The main challenge facing presidential hopefuls John McCain, Barack Obama and Hillary Clinton is to convince voters that they understand the needs of average Americans. Yet the more voters get to know them, the clearer it becomes that they lead lives that are far from ordinary.
McCain, Obama and Clinton all have prevailed against daunting odds to be among the most powerful people in the country. Their success has also made them celebrities and they have made tidy sums of money writing best-selling books. They have received a slew of awards from their many admirers and have been both lampooned and cheered as guests on "Saturday Night Live."
To understand what these presidential contenders will do if elected, voters need to first examine their respective political records. But we can also glean insights from taking a look at the personal experiences and individual choices these three remarkable people have made:
The candidates had differing childhoods. McCain, whose father and grandfather were admirals, partied hard during his youth and graduated at the bottom of his class at the U.S. Naval Academy. In contrast, Obama and Clinton both excelled at school and are both Ivy League-educated lawyers.
The Illinois senator, who was raised by a single mother, graduated from Harvard Law where he was the first African-American editor of the Harvard Law Review. Clinton and her husband former president Bill Clinton met while they were students at Yale Law School. Her father Hugh Rodham worked as a drapery salesman.
Both Clinton and Obama won the Grammy for Best Spoken Word -- he for the audio book version of The Audacity of Hope: Thoughts on Reclaiming the American Dream and she for book It Takes a Village and Other Lessons Children Teach Us. Obama beat out Bill Clinton for his second Grammy Award. In 2005, McCain's Faith of My Fathers memoir was turned into a made-for-TV movie.
Family and Friends
All of them are married and have children. McCain has four sons and three daughters. He and his heiress wife Cindy own a ranch in Arizona where he recently interviewed perspective running-mates. He has four sons and three daughters including 16-year-old Bridget who the McCains adopted from Bangladesh. Their youngest son, Jim, is a Marine who has served in Iraq.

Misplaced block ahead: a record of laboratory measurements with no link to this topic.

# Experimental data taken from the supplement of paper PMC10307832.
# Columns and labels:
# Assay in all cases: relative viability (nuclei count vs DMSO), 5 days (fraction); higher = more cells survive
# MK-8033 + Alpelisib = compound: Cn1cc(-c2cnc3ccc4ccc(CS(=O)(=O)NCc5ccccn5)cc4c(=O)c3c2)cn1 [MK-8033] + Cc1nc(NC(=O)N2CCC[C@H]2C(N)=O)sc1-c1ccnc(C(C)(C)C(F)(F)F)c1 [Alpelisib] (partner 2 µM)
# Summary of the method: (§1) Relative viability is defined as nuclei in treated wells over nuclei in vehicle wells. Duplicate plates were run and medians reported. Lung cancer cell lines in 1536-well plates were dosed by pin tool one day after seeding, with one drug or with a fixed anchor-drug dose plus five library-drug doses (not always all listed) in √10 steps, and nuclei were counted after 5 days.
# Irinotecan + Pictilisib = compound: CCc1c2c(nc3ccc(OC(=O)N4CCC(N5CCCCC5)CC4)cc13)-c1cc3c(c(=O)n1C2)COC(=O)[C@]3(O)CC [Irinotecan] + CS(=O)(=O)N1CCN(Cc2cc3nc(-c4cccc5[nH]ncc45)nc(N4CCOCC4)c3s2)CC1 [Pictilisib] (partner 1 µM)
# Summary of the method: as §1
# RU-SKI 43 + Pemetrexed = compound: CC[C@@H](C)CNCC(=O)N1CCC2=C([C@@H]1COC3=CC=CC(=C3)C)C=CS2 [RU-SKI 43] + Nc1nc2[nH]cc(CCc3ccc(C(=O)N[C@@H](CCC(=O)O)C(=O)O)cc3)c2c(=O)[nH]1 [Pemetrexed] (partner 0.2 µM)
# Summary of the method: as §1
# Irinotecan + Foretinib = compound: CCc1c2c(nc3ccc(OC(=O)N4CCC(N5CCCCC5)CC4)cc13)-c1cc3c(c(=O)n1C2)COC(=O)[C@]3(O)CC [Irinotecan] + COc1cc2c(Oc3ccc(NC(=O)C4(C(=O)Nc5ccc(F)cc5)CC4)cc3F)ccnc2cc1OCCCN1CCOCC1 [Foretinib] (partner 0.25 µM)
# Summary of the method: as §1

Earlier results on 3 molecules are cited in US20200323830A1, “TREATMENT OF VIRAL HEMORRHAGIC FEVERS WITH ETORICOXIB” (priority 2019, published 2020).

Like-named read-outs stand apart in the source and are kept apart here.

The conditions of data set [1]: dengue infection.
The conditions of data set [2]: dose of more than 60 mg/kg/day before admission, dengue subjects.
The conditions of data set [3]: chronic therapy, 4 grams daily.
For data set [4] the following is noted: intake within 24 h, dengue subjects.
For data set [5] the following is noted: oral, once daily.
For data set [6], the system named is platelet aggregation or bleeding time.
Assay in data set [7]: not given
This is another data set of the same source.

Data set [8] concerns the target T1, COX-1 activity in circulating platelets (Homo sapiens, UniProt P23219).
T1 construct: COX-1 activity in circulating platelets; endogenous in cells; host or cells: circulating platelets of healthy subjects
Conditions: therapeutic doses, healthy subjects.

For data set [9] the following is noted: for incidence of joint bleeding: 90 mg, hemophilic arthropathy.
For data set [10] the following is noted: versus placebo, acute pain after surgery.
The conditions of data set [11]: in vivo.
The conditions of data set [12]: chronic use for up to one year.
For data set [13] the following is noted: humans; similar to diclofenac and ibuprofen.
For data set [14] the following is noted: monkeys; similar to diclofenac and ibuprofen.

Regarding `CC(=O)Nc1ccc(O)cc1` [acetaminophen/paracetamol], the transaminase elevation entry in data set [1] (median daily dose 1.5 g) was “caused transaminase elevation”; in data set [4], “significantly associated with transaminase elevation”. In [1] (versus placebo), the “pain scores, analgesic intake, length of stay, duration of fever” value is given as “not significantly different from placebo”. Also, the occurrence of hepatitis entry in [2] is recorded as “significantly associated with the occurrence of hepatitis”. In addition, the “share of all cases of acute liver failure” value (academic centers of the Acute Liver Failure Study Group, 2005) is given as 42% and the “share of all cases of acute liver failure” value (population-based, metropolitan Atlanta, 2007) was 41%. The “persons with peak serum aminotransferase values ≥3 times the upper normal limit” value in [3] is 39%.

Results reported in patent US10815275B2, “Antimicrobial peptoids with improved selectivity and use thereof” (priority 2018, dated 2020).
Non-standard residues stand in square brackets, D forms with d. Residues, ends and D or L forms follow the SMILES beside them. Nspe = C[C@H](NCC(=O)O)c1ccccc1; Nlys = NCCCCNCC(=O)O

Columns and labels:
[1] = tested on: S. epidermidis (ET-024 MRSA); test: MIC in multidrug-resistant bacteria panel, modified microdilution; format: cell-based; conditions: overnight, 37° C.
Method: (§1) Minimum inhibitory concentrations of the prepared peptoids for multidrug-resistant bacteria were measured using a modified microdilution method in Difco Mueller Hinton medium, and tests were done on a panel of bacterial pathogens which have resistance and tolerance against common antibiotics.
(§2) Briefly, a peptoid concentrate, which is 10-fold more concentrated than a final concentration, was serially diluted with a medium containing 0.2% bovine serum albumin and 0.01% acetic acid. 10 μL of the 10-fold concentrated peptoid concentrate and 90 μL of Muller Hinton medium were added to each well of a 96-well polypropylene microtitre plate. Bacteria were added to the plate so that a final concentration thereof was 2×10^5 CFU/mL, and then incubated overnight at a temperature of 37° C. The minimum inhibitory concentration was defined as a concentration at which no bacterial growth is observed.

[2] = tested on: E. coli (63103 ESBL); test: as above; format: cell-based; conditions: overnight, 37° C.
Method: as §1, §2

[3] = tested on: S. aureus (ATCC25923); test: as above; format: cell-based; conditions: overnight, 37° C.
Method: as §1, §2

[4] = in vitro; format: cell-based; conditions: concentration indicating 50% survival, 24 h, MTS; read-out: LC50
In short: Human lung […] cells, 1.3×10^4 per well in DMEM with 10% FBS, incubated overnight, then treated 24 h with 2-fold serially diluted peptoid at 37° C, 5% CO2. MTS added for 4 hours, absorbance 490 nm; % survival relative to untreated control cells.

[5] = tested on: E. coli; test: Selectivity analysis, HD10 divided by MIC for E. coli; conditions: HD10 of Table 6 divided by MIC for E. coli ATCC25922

Obama and his wife Michelle, who got married in 1992, have two young daughters, Malia and Sasha. They live in Chicago.The Clintons, who have been married since 1975, live in Chappaqua, New York, a suburb of New York City. Their daughter Chelsea has campaigned hard for her mother.
One of the biggest contests during the campaign has been for the hearts and minds of celebrities. Barbra Streisand threw her support behind Clinton noting "for the first time in our country's history, we not only have a woman, but a woman who is the most experienced candidate." Wilfred Brimley and Tom Selleck are among the few celebrities that have backed McCain. Obama has gotten the lion's share of the Hollywood elite backing, including talk show queen Oprah Winfrey, actress Halle Barry, former super model Cindy Crawford and Leonard "Mr. Spock" Nimoy.
The efforts of the candidates to prove that they are ordinary folks have had mixed results. Obama bowled a pathetic 37 during a campaign stop in Pennsylvania. Clinton drank beer and danced during a recent campaign appearance in Puerto Rico, though some bloggers are complaining that she didn't consume the beverage with sufficient gusto. McCain has won plaudits and occasional criticism for his snarky sense of humor -- like the time he warned American Idol's British judge Simon Cowell about his plans for immigration reform.
All three emphasize fitness to a degree. Obama plays basketball, Clinton speed walks and McCain hikes. Their musical tastes range from Aretha Franklin (Clinton), to Chuck Berry (McCain) to John Coltrane (Obama). See AOL's gallery of images from their personal lives for more details about their homes, cars and hobbies.
Presidential candidates are not satisfied with just champagne wishes and caviar dreams. They want power and are willing to go to great lengths to obtain it. A quick look at the details of their personal lives shows that McCain, Clinton and Obama are very different from the average American. And do we really want the next leader of the free world to be someone who lives life as a typical American anyway?
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